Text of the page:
This article is part three of our ongoing series covering innovations in the fight against Ebola. For more in this series, click here.
A 15 minute point-of-care diagnostic test is being trialled at the Senegal Ebola treatment centre in Conakry, Guinea, led by Director Dr. Amadou Alpha Sall. The test has the potential to dramatically speed up the diagnosis of Ebola cases – it is six times faster than similar tests currently in use. With quicker identification and detection, medical staff can isolate and treat patients sooner, preventing transmission of the virus and increasing the patient’s chance of survival.
A fast diagnosis also creates space in hospitals and clinics, a priority for both Ebola patients and all others seeking healthcare. The outbreak has drastically reduced available space for children to receive vaccinations or be treated for common illnesses, or for pregnant women to safely deliver their babies. 
There are additional distinct advantages of this test over those currently in use. It is deployed in a mobile suitcase laboratory – ideal for remote field hospitals and low-resource settings. The kit includes a solar panel, a power pack and a results reader the size of a small laptop. The reagents are in a cold chain independent pellet form – in other words, they can be used and transported at room temperature. Meanwhile, current diagnoses take several hours and require specialized equipment and laboratories.
At the Ebola treatment centre in Conakry, it will be determined whether the reagents are safe and effective to use with blood and saliva samples by running the test alongside existing methods. Similar to these current diagnostic methods, the test detects the genetic material of the virus. The centre itself is managed by Médicins Sans Frontières, the Institut National de Santé Publique, and the Projet de Fièvres Hémorragiques de Guinée.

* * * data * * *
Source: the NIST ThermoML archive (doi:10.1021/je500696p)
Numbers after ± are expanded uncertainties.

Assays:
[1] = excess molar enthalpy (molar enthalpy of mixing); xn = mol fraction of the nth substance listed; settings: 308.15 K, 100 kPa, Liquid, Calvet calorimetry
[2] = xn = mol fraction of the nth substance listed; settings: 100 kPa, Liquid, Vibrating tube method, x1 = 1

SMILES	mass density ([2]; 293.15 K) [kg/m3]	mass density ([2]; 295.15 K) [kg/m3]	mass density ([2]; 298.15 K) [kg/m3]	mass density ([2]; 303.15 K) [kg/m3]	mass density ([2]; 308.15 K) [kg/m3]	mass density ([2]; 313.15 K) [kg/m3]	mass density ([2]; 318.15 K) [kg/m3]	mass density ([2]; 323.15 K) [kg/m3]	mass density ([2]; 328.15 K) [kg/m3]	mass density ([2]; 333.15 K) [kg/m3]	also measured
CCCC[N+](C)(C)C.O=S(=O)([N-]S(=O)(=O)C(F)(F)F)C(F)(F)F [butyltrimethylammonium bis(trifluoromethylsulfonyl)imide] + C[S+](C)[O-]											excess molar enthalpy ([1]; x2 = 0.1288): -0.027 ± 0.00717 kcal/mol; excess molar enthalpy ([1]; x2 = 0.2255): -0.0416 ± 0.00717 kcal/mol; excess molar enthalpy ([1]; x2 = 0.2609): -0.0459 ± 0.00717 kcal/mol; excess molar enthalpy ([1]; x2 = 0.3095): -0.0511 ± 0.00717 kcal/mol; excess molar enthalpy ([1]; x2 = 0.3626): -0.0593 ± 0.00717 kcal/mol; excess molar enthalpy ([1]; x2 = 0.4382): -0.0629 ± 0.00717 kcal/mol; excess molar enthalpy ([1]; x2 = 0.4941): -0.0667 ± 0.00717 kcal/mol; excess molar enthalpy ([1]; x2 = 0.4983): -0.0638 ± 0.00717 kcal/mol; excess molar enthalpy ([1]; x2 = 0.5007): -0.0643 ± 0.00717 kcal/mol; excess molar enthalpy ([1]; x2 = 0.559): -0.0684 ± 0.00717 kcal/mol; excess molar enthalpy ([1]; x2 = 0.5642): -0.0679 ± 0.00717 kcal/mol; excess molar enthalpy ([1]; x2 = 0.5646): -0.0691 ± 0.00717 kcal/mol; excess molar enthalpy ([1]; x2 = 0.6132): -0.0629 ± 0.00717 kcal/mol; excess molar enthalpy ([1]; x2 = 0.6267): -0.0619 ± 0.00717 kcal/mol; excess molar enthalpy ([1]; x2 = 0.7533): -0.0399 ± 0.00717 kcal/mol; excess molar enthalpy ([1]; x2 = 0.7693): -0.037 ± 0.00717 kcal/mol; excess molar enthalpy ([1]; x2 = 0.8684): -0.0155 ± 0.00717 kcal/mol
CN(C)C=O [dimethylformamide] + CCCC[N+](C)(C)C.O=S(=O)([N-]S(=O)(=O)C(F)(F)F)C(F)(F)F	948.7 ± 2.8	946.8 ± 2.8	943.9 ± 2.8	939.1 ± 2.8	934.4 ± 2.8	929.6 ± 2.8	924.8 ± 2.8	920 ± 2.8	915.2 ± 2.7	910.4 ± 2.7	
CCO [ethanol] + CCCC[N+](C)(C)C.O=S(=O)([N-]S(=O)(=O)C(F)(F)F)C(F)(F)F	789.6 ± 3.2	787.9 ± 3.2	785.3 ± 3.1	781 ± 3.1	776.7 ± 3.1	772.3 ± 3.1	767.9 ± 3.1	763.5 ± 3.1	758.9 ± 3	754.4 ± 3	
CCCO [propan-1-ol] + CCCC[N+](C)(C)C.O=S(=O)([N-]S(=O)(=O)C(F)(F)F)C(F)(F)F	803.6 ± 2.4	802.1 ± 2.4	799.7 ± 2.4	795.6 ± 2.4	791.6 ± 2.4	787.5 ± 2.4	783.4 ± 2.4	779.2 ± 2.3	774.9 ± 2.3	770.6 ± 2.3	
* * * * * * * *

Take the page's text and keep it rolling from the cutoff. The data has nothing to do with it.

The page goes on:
The test was developed by the World Health Organization (WHO) Collaborating Centre for Arbovirus and Viral Hemorrhagic Fever at the Institut Pasteur de Dakar (IPD) in Senegal. The IPD is a private, non-profit foundation that works to prevent and treat diseases, mainly those of infectious origin. It counts among its current and previous scientists 10 Nobel laureates.
The test will be a welcome development in Guinea, a country that has already had lost 1654 people and had 2630 infected with Ebola as of the end of 2014. According to estimates by the Centers for Disease Control and Prevention (CDC), the worldwide death toll reached 7708, with 19729 infections last year. 
The test is one of six projects co-funded by the Wellcome Trust and the UK Department for International Development (DFID), under the Research for Health in Humanitarian Crises (R2HC) programme. To help combat the Ebola outbreak, R2HC launched an emergency research call for projects that can improve the effectiveness of the response to the current outbreak, while drawing lessons for future communicable disease outbreaks. The projects are managed by Enhancing Learning & Research for Humanitarian Assistance (ELRHA) and have been provided with £1.8 million in funding, with £500 000 specifically for diagnostic test. 
For more information on this and the other projects within the RCHC programme, visit the ELRHA website.